House of Commons Library

Legal aid for representation at an inquest.

Published Tuesday, April 9, 2019

Legal aid for representation at an inquest is generally only available through the “exceptional funding” criteria of the Legal Aid, Sentencing and Punishment of Offenders Act 2012, which came into force on 1 April 2013.

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The provision of publicly funded legal services to bereaved families at inquests, which is governed by the Legal Aid, Sentencing and Punishment of Offenders Act 2012 (LASPO) is extremely limited. The costs of legal advice and preparation in the run-up to an inquest can be met by legal aid. However, the costs of representation at the inquest itself will only be met in cases deemed to be exceptional.

Under LASPO there are two grounds for granting exceptional funding for representation at an inquest:

  • where representation is necessary for an effective investigation into the death, as required by Article 2 of the European Convention on Human Rights; or
  • where the Director of Legal Aid Casework has made a wider public interest determination that the provision of advocacy for the bereaved family at the inquest is likely to produce significant benefits for a wider class of people

Caseworkers in the Legal Aid Agency’s exceptional case funding team follow guidance issued by the Lord Chancellor when deciding whether or not an application for funding will be granted.

Applicants for exceptional case funding must also satisfy financial eligibility rules for legal aid. As of April 2019 the financial eligibility limits are, generally:

  • Gross monthly income of £2,657; or
  • Monthly disposable income of £733 and disposable capital of £8,000

Applicants may still be required to augment a grant of legal aid by making contributions to the costs of funding their representation. There is, however, a discretion to waive both the means-testing and requirement to make financial contributions.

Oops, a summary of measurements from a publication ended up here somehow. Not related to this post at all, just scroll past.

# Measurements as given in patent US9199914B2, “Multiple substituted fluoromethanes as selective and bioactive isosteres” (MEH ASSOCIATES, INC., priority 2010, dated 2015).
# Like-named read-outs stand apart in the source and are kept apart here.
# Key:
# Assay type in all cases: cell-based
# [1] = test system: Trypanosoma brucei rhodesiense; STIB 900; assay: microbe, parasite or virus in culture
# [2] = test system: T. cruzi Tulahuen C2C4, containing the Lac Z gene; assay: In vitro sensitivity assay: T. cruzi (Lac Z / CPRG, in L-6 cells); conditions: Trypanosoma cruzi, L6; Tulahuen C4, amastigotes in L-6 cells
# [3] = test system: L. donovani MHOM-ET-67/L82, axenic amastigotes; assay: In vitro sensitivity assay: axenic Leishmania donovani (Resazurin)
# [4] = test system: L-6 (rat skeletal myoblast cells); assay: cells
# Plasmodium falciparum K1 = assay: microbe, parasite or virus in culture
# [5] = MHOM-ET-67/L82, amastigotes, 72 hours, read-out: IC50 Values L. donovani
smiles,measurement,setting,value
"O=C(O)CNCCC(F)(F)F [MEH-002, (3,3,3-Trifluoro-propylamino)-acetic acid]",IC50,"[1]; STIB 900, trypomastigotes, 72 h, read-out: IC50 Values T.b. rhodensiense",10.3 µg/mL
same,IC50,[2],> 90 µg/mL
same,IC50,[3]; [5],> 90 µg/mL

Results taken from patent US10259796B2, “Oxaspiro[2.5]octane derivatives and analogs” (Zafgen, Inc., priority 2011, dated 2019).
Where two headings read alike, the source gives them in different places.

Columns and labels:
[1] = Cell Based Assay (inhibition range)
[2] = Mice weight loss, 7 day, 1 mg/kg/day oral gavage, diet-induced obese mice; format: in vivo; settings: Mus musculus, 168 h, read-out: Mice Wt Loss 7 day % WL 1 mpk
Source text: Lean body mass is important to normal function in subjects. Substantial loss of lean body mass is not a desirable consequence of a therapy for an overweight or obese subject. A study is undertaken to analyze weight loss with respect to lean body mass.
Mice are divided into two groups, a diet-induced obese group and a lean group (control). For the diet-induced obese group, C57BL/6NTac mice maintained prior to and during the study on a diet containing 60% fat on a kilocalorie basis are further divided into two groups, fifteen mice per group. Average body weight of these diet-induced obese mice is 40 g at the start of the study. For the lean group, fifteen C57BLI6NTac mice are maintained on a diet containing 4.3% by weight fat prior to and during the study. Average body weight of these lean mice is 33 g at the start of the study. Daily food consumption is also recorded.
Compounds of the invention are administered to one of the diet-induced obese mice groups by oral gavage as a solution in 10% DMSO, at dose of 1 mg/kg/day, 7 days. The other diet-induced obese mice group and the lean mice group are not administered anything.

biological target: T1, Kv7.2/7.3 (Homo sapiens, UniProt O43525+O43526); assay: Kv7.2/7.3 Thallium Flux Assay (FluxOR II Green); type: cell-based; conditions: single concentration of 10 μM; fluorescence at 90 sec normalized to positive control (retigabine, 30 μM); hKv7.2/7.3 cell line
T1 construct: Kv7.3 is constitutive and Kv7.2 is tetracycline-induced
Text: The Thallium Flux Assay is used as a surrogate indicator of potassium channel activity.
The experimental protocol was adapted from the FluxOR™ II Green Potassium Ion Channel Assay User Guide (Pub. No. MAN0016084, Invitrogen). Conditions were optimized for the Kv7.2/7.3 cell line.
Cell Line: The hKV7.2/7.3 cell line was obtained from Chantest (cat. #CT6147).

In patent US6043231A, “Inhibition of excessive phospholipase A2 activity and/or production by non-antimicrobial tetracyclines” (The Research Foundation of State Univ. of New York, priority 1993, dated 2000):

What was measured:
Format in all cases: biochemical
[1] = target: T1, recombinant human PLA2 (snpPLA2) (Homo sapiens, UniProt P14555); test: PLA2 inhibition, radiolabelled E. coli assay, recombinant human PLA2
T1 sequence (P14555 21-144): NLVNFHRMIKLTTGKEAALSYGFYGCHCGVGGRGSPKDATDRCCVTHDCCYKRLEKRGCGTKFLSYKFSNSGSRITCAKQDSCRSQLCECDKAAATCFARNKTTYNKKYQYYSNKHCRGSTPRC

It has long been argued that legal aid should be available for bereaved families to have legal representations at inquests where the state is funding one or more of the other parties. Recent recommendations to this effect have been made by (among others) Dae Elish Angiolini in her Report of the Independent Review of Deaths and Serious Incidents in Police Custody (January 2017), and by Bishop James Jones in his report ‘The patronising disposition of unaccountable power’: A report to ensure the pain and suffering of the Hillsborough families is not repeated (November 2017). The charity INQUEST is also campaigning on this issue.

The Government position is that the relative informality of inquests and their inquisitorial (as opposed to adversarial) nature does not, save in exceptional cases, require bereaved families to be legally represented. Following a review of legal aid for inquests it has recently confirmed that it will not be introducing non-means tested legal aid for inquests where the state is represented. It will, however, “be looking into further options for the funding of legal support at inquests where the state has state-funded representation”. The Government will also be reviewing thresholds for legal aid entitlement, and making provision to backdate legal help waivers.

Other Commons Library briefing papers provide further information about coroners and inquests:

Commons Briefing papers SN04358

Authors: Terry McGuinness; Sally Lipscombe

Topics: Civil law, Coroners, Legal aid, Legal profession

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